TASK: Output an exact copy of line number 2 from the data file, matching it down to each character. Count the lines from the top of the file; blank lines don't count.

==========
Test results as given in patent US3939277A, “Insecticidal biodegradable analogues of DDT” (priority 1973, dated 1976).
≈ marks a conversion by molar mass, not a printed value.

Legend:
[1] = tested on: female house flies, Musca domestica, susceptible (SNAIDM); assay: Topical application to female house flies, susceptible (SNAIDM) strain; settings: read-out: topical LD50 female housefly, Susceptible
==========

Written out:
≈ marks a conversion by molar mass, not a printed value.